The FDAs Oncologic Drugs Advisory Committee (ODAC) recommended
the approval of topotecan hydrochloride for injection (Hycamtin) for
the second-line treatment of sensitive small-cell lung cancer (SCLC).
The favorable recommendation was based on a review of data from four
clinical trials conducted in patients with relapsed SCLC. In a
randomized, phase III, comparative clinical trial, topotecan as a
single agent showed comparable efficacy to CAV (cyclophosphamide,
Adriamycin, and vincristine), a triple-drug combination therapy
commonly used for the treatment of relapsed SCLC. Median survival and
time to progression were comparable for both treatment groups.
Topotecan is currently approved by the FDA for use in the treatment
of ovarian cancer after failure of initial or subsequent chemotherapy.
"Since most small-cell lung cancer patients will eventually
relapse and become difficult to treat, there is a need for new agents
such as topotecan that can be used to treat patients, particularly
those who have failed first-line therapy. There is currently no
standard treatment for this malignancy, which is one of the most
deadly cancers among both men and women," said Joan Schiller,
MD, associate professor, University of Wisconsin Comprehensive Cancer
Center in Madison, Wisconsin, and the lead US study investigator for
the phase III clinical trial. "Results from several clinical
trials involving patients treated with topotecan have been very encouraging."
Phase III Trial Results
The panel based its decision, in part, on a large phase III,
randomized clinical trial that was conducted at 44 centers in North
America, Europe, and South Africa and involved 211 patients who had
relapsed at least 60 days after their initial treatment. Patients
received either an intravenous infusion of topotecan (1.5 mg/m²)
as a single agent for 5 consecutive days every 3 weeks or CAV
(cyclophosphamide, 1,000 mg/m², Adriamycin, 45 mg/m², and
vincristine, 2 mg) administered intravenously on day 1 every 3 weeks.
A greater percentage of topotecan-treated than CAV-treated patients
responded to treatment (24.3% vs 18.3%), although this difference was
not statistically significant. Tumors were assessed by radiologic
evaluation and required independent confirmation. Median survival and
time to progression were comparable in the two treatment groups.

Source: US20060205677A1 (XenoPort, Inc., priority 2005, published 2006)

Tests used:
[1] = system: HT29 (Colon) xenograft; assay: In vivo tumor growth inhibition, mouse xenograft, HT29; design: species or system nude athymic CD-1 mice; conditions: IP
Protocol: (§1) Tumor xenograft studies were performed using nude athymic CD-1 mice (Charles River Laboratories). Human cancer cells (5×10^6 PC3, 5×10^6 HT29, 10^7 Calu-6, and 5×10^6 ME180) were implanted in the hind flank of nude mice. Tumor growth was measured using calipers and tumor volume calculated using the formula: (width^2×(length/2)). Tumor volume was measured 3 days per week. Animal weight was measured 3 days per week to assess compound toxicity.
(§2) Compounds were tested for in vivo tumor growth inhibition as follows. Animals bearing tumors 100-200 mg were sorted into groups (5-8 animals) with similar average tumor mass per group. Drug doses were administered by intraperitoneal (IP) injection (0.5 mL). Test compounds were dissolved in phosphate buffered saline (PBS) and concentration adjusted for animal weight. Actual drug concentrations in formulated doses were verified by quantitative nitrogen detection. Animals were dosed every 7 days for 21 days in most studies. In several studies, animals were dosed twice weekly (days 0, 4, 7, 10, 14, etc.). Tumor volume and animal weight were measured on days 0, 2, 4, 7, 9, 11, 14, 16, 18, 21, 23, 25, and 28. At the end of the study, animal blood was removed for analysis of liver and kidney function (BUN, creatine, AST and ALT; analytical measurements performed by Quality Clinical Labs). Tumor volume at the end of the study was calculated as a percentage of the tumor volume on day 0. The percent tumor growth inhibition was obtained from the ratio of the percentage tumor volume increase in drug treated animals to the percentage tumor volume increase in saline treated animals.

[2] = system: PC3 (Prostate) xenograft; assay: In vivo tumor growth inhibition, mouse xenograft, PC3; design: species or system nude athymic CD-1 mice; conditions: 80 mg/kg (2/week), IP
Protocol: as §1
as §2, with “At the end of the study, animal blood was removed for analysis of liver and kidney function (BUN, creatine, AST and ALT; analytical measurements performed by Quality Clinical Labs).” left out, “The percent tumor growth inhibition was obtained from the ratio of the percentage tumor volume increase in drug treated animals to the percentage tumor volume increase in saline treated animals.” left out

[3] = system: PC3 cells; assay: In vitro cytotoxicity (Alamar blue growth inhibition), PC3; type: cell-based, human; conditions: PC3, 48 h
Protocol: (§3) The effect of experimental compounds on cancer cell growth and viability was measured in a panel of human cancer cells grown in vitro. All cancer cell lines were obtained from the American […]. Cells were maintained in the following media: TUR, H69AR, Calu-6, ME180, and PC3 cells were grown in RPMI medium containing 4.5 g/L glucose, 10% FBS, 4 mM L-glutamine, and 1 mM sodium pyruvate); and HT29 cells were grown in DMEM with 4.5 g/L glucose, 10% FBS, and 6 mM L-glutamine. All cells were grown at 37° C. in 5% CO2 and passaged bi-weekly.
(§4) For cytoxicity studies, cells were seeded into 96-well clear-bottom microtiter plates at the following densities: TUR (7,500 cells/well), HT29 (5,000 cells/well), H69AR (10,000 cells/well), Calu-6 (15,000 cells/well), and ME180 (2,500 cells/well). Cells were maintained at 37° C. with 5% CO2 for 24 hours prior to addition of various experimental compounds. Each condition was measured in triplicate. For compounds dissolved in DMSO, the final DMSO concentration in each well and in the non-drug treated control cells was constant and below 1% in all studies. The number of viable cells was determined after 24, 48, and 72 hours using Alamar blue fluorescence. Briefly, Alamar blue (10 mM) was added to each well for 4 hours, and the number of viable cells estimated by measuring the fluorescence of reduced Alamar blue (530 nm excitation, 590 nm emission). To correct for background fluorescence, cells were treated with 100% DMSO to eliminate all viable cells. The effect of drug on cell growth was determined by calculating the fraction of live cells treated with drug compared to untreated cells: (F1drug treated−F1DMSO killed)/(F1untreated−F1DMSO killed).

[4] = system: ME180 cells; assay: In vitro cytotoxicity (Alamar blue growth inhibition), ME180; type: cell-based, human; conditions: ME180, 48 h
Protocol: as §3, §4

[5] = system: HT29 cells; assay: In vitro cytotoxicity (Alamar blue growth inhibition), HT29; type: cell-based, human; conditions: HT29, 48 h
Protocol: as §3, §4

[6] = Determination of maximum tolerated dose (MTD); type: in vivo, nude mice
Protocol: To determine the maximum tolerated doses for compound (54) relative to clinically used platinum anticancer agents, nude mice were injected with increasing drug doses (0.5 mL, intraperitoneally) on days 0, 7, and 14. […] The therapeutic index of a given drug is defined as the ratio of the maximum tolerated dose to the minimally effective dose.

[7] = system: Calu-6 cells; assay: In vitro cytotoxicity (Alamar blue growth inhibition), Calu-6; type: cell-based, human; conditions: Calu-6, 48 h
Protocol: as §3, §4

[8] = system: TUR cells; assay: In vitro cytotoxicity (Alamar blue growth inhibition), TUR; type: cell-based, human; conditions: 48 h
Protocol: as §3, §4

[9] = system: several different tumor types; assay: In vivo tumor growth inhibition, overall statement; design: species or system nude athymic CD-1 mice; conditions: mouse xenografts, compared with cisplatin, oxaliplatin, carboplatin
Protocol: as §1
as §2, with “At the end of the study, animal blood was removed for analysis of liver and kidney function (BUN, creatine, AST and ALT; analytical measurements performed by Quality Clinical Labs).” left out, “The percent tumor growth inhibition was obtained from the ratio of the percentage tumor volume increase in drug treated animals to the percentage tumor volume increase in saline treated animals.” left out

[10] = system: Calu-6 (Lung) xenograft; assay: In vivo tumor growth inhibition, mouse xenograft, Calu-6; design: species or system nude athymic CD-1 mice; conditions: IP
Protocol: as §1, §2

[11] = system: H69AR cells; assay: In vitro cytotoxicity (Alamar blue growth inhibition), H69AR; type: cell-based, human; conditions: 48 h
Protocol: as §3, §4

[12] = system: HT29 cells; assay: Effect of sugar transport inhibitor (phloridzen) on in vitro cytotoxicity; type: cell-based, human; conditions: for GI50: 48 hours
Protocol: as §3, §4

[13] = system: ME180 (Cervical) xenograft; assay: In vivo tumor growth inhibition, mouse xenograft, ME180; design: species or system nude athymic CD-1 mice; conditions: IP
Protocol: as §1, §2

More topotecan-treated patients than CAV recipients reported
improvement in disease-related symptoms. A significantly higher
percentage of patients who were treated with topotecan vs CAV
reported an improvement in the following symptoms: shortness of
breath (P = .002), fatigue (P = .032), hoarseness (P = .043), and
anorexia (P = .042). Improvement was defined as improvement over
baseline sustained for at least two consecutive courses. In addition,
significantly fewer topotecan-treated patients (P = .023) experienced
interference with daily activities.
Of the other four symptoms measured, improvements in three symptoms
(chest pain, cough, insomnia) were numerically superior for
topotecan-treated patients, while improvement in hemoptysis was
numerically superior for patients treated with CAV, although this
symptom was not very frequent in either group.
Data from Open-Label, Noncomparative Trials
Data were also reviewed from three open-label, noncomparative trials
involving 319 patients with recurrent or progressive SCLC cancer
after treatment with first-line chemotherapy. These three studies
supported the results of the phase III study.
"We are extremely pleased with the committees positive
decision today," said Scott Z. Fields, MD, group director,
Oncology, Clinical Research, Development and Medical affairs North
America, SmithKline Beecham Pharmaceuticals, developers of topotecan.
"Topotecan has been one of the most extensively studied new
agents for the treatment of relapsed small-cell lung cancer, a very
deadly disease for which there are limited options."
As with many chemotherapeutic agents, the main side effect
experienced by topotecan in clinical trials was neutropenia, which
was predictable, noncumulative, and manageable. Nonhematologic side
effects were generally mild. The most commonly observed events were
low-grade nausea, vomiting, and diarrhea.
A Look Ahead
Topotecan was the first of the topoisomerase I class of drugs. It has
undergone extensive study as a single agent and in combination with
other drugs in clinical trials in the United States and Europe for
first and second-line treatment for SCLC. Topotecan is under clinical
investigation for a number of other cancers, including non-small-cell
lung, breast, colorectal, and pediatric cancers, lymphoma, myeloma,
and leukemia. It is also being studied as first-line combination
chemotherapy in patients with ovarian cancer.